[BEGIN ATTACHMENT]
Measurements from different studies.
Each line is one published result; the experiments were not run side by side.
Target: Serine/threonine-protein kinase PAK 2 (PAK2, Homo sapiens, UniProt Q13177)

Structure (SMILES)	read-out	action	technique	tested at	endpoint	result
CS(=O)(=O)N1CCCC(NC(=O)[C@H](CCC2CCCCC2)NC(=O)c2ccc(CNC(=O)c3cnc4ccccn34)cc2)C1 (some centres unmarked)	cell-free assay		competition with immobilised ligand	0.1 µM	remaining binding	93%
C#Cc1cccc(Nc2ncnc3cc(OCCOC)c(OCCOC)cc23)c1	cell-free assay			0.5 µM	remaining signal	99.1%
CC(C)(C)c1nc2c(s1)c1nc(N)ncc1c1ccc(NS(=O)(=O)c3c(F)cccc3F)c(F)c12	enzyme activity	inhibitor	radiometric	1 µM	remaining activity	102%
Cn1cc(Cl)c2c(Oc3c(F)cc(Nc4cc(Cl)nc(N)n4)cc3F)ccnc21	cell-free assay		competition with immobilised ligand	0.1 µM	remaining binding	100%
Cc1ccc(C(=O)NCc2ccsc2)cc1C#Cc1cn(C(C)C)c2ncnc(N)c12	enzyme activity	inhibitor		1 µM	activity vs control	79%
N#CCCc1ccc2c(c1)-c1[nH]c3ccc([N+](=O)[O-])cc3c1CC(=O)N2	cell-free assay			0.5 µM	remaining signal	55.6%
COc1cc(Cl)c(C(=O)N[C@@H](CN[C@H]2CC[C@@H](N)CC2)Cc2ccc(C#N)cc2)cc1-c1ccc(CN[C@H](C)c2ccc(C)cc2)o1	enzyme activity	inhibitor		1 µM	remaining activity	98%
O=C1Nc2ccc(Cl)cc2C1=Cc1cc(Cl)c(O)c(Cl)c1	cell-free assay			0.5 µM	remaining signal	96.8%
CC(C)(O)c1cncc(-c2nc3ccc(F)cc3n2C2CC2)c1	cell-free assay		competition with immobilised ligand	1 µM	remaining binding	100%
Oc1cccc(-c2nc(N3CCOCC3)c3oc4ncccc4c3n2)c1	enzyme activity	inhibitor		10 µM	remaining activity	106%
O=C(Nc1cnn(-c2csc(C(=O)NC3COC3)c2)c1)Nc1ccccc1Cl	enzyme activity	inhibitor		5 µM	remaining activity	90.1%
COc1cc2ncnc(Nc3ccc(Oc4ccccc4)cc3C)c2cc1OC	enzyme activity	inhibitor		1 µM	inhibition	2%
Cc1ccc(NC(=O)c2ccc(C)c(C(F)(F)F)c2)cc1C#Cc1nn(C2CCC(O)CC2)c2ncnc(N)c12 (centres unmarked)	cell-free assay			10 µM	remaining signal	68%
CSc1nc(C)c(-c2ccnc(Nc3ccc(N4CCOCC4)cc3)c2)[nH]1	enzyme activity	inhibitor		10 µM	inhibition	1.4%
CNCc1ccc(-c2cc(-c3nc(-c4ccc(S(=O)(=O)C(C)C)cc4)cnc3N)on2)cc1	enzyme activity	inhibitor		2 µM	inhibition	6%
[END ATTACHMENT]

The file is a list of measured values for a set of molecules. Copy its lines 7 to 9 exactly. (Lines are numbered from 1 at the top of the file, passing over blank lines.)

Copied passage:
CC(C)(C)c1nc2c(s1)c1nc(N)ncc1c1ccc(NS(=O)(=O)c3c(F)cccc3F)c(F)c12	enzyme activity	inhibitor	radiometric	1 µM	remaining activity	102%
Cn1cc(Cl)c2c(Oc3c(F)cc(Nc4cc(Cl)nc(N)n4)cc3F)ccnc21	cell-free assay		competition with immobilised ligand	0.1 µM	remaining binding	100%
Cc1ccc(C(=O)NCc2ccsc2)cc1C#Cc1cn(C(C)C)c2ncnc(N)c12	enzyme activity	inhibitor		1 µM	activity vs control	79%